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China Construction Bank has partnered with Hong Kong-based fintech company Fusang to launch the sale of US$3 billion worth of debt on a blockchain, the first digital security issued by a Chinese bank on the technology.
Blockchain has made issuing conventional financial instruments, such as equities and bonds, possible at much lower costs as fewer financial intermediaries are involved in the process.
The bond will be sold in the form of certificates of deposit, which are usually sold at several tens of thousand yuan each and attract mainly professional investors or other banks. They are often used for interbank funding, specifically for small to medium-sized banks in China.
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By tokenising certificates of deposit on blockchain, retail investors can now buy the digital certificates in small amounts.
Blockchain, democratising financial instruments. Photo: Shutterstock alt=Blockchain, democratising financial instruments. Photo: Shutterstock
China Construction Bank's certificates of deposit will be issued through its Labuan branch with a tenor of three months. Issued at a minimum of US$100 each, the certificates will yield about 0.75 per cent at maturity, higher than the roughly 0.25 per cent interest rate per annum interest rates at banks.
The deal also allows investors to trade these China Construction Bank's digital certificates using bitcoin, on Fusang Exchange, a digital exchange licensed by the financial regulator in Labuan, Malaysia. Trading of the bond, which can also be done in US dollar, will begin this Friday.
If this transaction is a hit with investors, Fusang hopes to work with the state-owned bank on issuance in other currencies, including yuan, said Henry Chong, chief executive at Fusang.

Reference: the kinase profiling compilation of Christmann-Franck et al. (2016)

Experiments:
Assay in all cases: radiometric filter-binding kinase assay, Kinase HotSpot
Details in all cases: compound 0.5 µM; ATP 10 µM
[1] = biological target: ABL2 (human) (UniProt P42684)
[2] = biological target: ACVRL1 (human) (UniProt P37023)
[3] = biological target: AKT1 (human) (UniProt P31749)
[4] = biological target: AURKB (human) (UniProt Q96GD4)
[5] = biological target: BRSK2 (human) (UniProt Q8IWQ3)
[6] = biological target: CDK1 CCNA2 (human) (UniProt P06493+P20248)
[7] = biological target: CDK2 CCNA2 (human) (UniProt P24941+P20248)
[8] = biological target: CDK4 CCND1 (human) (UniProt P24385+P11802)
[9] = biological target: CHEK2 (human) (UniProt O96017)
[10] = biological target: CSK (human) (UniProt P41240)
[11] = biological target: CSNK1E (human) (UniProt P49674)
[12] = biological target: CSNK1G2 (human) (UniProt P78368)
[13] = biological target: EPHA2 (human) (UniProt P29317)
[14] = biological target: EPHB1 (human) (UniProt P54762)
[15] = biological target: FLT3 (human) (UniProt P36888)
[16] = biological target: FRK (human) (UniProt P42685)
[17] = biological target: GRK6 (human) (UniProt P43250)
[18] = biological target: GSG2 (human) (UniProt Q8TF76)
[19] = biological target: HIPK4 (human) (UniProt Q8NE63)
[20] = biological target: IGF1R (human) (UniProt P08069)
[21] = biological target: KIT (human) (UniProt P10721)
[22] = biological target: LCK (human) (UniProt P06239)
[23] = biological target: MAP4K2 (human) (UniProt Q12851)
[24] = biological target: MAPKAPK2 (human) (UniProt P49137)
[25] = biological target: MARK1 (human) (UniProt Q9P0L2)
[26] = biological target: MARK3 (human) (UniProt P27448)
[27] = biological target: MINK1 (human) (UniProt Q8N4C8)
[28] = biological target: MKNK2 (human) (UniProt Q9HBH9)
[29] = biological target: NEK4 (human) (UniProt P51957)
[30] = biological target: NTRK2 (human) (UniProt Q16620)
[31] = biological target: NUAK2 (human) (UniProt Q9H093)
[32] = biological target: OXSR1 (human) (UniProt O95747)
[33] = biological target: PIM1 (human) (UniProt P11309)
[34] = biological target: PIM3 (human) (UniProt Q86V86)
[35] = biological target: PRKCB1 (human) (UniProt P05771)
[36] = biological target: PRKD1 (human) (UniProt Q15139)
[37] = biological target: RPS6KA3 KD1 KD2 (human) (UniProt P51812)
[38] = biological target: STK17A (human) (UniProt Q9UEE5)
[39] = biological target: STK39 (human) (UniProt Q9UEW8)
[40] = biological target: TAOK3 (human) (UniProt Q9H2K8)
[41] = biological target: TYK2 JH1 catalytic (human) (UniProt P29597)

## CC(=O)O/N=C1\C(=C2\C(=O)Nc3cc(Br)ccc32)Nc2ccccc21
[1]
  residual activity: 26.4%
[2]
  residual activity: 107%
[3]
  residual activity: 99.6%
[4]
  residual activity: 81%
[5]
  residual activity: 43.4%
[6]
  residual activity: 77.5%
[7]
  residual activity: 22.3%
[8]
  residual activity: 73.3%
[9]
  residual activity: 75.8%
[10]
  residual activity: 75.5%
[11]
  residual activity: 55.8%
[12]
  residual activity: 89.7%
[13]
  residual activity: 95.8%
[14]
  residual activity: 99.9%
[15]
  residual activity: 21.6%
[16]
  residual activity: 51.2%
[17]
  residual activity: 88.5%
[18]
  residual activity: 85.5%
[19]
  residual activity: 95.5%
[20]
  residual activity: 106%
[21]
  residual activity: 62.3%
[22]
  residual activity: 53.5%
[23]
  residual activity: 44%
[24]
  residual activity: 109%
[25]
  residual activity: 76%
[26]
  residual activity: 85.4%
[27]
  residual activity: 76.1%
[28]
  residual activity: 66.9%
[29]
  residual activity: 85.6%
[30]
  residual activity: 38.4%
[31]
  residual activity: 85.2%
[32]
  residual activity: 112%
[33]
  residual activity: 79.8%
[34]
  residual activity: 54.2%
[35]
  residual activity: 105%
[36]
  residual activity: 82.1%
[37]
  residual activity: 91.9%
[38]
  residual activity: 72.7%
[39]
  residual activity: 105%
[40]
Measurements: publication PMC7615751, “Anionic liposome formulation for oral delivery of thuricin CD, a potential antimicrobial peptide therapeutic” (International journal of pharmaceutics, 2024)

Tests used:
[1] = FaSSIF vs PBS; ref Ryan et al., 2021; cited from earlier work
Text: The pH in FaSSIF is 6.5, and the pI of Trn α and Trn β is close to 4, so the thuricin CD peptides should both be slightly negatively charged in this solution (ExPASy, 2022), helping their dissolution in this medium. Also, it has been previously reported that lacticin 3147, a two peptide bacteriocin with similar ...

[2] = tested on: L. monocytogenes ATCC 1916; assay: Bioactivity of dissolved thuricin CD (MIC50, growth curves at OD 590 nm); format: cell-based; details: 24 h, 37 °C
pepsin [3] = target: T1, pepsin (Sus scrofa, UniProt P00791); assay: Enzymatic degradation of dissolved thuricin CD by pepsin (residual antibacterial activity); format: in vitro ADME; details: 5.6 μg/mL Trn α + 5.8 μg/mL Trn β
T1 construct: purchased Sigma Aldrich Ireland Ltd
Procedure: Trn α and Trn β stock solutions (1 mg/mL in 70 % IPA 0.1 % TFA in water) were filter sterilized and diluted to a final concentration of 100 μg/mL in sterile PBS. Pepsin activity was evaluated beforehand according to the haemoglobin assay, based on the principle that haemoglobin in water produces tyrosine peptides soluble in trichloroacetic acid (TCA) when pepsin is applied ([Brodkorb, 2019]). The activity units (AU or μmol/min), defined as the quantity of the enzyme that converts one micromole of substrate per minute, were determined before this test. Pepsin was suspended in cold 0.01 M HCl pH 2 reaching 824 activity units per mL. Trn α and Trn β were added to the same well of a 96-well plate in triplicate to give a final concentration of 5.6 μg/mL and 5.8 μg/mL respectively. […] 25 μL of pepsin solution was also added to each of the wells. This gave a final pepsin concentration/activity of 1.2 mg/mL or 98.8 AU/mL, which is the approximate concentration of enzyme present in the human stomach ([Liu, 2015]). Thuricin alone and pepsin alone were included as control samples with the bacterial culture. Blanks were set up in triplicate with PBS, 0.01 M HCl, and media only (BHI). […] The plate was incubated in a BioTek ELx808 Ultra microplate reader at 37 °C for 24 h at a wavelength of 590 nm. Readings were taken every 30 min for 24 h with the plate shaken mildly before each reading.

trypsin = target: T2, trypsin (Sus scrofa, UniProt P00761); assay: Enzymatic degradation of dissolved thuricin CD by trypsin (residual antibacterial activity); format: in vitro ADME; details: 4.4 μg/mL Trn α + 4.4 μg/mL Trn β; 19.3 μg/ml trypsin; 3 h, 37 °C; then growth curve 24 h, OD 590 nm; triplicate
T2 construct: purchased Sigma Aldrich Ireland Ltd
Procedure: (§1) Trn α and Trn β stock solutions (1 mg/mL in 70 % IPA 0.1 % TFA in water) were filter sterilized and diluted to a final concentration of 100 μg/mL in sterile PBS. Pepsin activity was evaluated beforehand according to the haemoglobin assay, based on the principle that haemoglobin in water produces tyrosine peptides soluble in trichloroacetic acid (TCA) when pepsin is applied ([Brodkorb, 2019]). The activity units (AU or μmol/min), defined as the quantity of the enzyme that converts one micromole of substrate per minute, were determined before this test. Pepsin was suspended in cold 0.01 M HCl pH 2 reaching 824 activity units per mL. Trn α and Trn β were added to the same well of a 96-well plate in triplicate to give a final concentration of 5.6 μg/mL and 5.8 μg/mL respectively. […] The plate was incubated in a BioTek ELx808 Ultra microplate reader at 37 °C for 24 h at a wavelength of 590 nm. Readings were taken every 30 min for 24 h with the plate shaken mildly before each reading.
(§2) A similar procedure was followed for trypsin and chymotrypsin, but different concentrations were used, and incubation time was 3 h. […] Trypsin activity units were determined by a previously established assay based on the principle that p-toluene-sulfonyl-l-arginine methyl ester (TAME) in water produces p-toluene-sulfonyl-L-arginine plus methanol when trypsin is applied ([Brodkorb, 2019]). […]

As a first tranche of the US$3 billion programme, China Construction Bank will make US$58 million worth of digital certificates available for public subscription. Beijing-based China Construction Bank Corp, listed in Hong Kong and Shanghai, will be the lead arranger.
But investors interested in these notes may also need to read through the fine print, according to the programme's terms, trading of the notes will be subject to the guidelines of Fusang Exchange.
Also, as this is an offshore US dollar issuance by the bank, the digital certificates are not covered by China's deposit insurance. China Construction Bank was not immediately available for comment.
The bank's principal officer of the Labuan branch, Felix Feng Qi, said in a press release on Wednesday that the issuance serves to "narrow the divide between fintech and the wider financial markets".
This article originally appeared in the South China Morning Post (SCMP), the most authoritative voice reporting on China and Asia for more than a century. For more SCMP stories, please explore the SCMP app or visit the SCMP's Facebook and Twitter pages. Copyright © 2020 South China Morning Post Publishers Ltd. All rights reserved.
Copyright (c) 2020. South China Morning Post Publishers Ltd. All rights reserved.